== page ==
Exploring the ‘Civic Curriculum’ colloquium (updated with slides)

  • Date: Friday 9 June 2017

DESIGNING A curriculum that forges productive links with regional politics, culture and business was the focus of a successful LITE event.

The ‘Exploring the Civic Curriculum Colloquium’ – organised by the Leeds Institute for Teaching Excellence (LITE)  – explored the role of a university and its relationship with its surrounding region and community.

READ: full slides here for morning Great Hall one and afternoon Great Hall one and morning Great Hall two and afternoon Great Hall two

READ: full programme here.

More than 80 delegates attended the event from 20 Universities in total, including external speakers from the universities of Birmingham, UCL, Sheffield, Leeds Beckett, Nottingham, Warwick, Lancaster, Bedfordshire and Edge Hill.

The Leeds Institute for Teaching Excellence (LITE) is a community of research and innovation with the aim of establishing the University of Leeds as a sector leader in teaching practice and scholarship. The Institute provides funding, time and support for current and future student education leaders to develop their profile at the University and to carry out research and innovation projects with internal and external impact.

Dr Raphael Hallett, Director at LITE, who led on the event, says: “We were delighted with both how well attended this event was and the depth and energy of the debate generated.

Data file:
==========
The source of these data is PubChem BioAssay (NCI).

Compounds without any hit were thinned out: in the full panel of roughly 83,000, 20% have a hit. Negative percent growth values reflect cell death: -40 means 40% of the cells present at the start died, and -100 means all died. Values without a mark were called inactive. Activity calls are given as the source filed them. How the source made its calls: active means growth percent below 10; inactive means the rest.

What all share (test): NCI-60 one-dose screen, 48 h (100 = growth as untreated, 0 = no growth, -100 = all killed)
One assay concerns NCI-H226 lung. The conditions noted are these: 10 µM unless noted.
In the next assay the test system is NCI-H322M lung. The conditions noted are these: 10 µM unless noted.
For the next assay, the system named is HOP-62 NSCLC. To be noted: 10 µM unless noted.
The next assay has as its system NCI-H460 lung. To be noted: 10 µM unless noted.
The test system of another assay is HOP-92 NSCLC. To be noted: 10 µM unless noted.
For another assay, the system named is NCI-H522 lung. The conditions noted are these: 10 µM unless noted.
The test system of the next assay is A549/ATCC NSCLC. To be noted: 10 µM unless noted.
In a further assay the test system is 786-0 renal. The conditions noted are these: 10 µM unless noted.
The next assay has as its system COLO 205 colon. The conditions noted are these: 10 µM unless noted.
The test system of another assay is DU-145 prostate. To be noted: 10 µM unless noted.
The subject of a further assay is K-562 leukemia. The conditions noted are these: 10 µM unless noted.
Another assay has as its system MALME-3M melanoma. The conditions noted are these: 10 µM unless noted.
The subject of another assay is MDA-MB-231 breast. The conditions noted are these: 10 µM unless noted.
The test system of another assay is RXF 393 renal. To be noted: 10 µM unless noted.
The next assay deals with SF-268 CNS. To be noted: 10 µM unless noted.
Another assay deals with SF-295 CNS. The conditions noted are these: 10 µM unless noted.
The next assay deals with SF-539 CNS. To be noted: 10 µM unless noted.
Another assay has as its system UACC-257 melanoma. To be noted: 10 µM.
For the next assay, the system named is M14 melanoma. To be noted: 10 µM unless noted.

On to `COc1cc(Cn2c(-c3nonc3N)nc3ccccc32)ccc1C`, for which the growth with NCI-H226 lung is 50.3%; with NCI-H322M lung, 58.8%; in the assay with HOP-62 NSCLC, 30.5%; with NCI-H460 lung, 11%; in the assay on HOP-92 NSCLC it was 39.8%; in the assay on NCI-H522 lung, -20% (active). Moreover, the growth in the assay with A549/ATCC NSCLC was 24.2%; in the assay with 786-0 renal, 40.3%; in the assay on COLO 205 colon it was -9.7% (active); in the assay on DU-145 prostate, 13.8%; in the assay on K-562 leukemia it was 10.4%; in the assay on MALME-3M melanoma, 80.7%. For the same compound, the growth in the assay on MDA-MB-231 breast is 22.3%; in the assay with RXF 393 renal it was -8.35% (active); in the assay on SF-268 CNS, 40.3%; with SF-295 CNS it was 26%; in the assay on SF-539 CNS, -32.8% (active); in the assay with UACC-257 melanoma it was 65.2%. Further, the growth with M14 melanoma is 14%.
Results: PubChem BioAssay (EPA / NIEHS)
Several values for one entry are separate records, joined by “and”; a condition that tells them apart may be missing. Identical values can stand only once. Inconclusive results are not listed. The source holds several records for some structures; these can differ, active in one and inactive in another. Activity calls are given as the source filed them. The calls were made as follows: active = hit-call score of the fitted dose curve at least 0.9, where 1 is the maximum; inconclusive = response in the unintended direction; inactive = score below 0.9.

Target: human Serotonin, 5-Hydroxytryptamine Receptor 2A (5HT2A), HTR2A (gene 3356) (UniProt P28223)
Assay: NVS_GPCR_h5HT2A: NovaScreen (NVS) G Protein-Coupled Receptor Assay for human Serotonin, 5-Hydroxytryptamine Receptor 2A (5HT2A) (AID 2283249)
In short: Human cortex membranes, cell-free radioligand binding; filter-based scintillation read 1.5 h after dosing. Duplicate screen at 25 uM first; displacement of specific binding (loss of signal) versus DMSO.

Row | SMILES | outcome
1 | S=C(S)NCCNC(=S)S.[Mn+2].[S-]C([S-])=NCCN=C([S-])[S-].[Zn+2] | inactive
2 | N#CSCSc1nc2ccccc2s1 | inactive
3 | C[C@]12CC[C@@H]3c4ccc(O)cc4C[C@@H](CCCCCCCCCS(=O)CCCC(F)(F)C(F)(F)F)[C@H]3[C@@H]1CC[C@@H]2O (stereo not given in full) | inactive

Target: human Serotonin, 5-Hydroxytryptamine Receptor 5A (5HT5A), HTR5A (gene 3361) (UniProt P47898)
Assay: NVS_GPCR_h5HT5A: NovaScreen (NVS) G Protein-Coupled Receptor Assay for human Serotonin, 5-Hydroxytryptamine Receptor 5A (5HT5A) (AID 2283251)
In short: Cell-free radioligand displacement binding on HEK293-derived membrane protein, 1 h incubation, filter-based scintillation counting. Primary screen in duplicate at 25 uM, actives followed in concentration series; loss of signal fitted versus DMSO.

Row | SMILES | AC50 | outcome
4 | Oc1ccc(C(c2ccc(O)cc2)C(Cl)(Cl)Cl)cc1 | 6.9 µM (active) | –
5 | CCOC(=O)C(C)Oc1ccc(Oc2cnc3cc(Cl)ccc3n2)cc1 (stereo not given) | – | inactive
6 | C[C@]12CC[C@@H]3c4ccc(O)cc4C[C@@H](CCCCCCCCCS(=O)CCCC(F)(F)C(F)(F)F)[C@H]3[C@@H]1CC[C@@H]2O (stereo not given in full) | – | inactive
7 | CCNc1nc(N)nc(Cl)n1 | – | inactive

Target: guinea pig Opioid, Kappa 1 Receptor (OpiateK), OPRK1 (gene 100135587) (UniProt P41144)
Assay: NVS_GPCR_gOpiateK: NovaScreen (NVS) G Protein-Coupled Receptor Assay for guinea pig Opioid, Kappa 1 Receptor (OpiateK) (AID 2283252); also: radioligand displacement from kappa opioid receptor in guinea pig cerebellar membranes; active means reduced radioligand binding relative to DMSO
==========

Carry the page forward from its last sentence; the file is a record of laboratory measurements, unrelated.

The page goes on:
“Throughout the day we interrogated and reflected on the practice and pedagogy of engaged learning, community-facing programme design and curricula and its links with regional politics, culture and business.

“We also explored the idea of ‘civic’ belonging, exchange and responsibility as ways of understanding the University’s current and future role in relation to society.”

Amongst the colloquiums themes explored on the day were:

  • Designing modules and programmes that engage students with regional communities, cultures and businesses.
  • The pedagogy of ‘engaged learning’ and ‘the connected curriculum’.
  • Nurturing a student’s ability to understand and critique regional questions of power, politics and identity.
  • What ‘civic’ identity, responsibility and belonging could mean for University students and staff.
  • The role and status of the University in relation to its surrounding region.
  • Taking risks with educational and learning spaces: the benefits and challenges of extending boundaries and sites of learning.
  • University strategy and the role of ‘the civic curriculum’ (or similar concepts) in institutional policy, marketing, identity
  • The Leeds ‘City of Culture’ 2023 bid, and how to design the ‘2023 curriculum’.

For further enquiries and ideas about follow-up events and publications please contact Dr Raphael Hallett at r.hallett@leeds.ac.uk.